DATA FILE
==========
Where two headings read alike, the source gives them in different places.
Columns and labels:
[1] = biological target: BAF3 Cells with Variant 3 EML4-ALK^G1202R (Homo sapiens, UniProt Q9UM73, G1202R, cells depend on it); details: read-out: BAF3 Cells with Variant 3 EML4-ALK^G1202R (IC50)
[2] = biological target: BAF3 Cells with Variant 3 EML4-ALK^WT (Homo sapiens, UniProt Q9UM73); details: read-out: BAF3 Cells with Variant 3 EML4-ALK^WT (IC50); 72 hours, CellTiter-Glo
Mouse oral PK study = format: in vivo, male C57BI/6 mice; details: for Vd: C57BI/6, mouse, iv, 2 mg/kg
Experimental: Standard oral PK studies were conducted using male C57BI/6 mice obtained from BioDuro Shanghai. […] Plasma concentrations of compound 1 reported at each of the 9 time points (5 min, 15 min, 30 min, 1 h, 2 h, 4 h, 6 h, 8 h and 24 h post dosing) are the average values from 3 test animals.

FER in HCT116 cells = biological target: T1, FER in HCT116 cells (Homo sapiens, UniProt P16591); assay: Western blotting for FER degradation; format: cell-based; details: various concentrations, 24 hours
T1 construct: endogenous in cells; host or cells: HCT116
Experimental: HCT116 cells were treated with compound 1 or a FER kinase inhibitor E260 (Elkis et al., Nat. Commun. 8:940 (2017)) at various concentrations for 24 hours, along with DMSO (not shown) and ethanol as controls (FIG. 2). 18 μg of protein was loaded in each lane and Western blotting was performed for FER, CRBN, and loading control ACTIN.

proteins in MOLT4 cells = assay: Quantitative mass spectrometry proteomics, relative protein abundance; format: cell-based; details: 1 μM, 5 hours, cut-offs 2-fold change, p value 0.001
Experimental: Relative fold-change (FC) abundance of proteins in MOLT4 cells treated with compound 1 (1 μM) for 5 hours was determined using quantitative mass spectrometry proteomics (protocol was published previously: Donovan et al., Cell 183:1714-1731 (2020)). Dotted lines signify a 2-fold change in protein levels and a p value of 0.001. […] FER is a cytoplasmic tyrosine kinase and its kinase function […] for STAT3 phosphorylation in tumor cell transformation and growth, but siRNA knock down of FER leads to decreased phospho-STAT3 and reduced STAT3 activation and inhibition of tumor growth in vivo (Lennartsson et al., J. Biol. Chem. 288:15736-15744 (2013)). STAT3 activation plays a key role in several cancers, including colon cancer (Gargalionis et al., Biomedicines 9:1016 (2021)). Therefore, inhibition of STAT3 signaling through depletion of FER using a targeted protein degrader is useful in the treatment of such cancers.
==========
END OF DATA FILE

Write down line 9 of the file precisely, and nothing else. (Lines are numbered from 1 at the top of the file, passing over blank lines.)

Experimental: HCT116 cells were treated with compound 1 or a FER kinase inhibitor E260 (Elkis et al., Nat. Commun. 8:940 (2017)) at various concentrations for 24 hours, along with DMSO (not shown) and ethanol as controls (FIG. 2). 18 μg of protein was loaded in each lane and Western blotting was performed for FER, CRBN, and loading control ACTIN.